Now, the spellchecker middleware code is pretty simple. The onTurn() method looks like the following:

public async onTurn(context: TurnContext, next: () => Promise<void>): Promise<void> {  
    if (context.activity.type === ActivityTypes.Message) {
        this.text = context.activity.text;
        const url: string = getUrl(this.text);
        try {
            const re: WebRequest.Response<string> = await getWebRequest(url, this.key);
            const obj: any = JSON.parse(re.content);
            if (obj.flaggedTokens && obj.flaggedTokens.length > 0) {
                try {
                    if (obj.flaggedTokens[0].suggestions[0].suggestion) {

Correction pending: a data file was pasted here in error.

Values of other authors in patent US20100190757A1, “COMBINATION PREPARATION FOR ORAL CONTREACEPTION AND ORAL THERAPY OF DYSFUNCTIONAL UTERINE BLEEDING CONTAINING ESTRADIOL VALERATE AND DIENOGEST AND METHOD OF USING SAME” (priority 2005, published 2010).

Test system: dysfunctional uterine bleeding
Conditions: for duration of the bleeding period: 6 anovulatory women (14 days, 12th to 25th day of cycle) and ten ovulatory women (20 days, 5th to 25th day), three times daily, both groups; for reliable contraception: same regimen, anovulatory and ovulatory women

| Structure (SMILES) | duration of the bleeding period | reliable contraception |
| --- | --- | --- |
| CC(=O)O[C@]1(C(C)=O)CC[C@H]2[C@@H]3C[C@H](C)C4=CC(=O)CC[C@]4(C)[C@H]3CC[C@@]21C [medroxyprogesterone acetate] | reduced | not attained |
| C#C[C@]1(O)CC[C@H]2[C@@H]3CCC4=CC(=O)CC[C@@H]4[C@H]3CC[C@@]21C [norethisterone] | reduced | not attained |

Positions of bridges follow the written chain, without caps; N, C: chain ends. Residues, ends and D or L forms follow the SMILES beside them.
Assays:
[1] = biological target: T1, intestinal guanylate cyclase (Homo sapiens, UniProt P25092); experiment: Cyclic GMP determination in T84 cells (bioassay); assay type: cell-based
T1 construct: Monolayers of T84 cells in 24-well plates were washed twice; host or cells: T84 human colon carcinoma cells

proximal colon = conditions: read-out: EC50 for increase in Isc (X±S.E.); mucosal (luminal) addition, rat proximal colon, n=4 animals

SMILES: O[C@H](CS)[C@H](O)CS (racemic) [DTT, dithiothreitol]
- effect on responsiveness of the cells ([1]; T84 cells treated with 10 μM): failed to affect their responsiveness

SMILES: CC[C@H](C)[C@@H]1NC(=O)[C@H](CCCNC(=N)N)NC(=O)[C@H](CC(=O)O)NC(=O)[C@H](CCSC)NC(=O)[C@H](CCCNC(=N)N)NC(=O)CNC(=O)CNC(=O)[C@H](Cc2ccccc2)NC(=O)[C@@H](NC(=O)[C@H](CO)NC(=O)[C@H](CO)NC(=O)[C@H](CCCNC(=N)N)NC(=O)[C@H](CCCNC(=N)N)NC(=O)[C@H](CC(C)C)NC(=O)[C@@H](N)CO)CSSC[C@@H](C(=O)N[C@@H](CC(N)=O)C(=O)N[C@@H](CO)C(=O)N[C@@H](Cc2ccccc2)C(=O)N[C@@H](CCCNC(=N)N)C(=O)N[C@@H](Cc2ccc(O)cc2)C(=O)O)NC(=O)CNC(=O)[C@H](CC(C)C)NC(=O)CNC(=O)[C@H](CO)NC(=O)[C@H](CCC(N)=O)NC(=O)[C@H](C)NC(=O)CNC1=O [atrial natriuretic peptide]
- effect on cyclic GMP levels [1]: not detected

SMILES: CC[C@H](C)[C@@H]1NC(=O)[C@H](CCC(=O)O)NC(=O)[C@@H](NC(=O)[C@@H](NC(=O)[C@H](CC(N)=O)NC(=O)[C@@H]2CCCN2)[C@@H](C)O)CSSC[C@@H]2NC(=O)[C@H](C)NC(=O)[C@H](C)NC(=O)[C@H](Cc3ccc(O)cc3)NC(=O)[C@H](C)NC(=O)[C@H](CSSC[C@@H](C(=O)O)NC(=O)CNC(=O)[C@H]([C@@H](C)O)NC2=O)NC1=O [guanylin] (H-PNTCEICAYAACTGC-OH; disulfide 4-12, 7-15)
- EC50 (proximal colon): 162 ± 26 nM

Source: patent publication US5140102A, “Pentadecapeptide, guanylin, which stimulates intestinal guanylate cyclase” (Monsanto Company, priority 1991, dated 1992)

const suggestion: any = obj.flaggedTokens[0].suggestions[0].suggestion;
                        const token: any = obj.flaggedTokens[0].token;
                        context.turnState.set('token', token);
                        context.turnState.set('suggestion', suggestion);
                    }
                } catch (error) {
                    throw new Error(error);
                }
            }
        } catch (e) {
            throw new Error(`Failed to process spellcheck on ${context.activity.text}. Error: ${e}`);
        }
    }
    await next();
}

I won't step through this, but basically the onTurn() method is what gets called each turn, and passed the context of the conversation. In this method, notice that we make a web request to a URL that requires a key. This is the URL for Azure's spellchecker service, and the key required to process information. When we receive the result, that result is parsed and added to the turn state, so the user can access it in their bot code.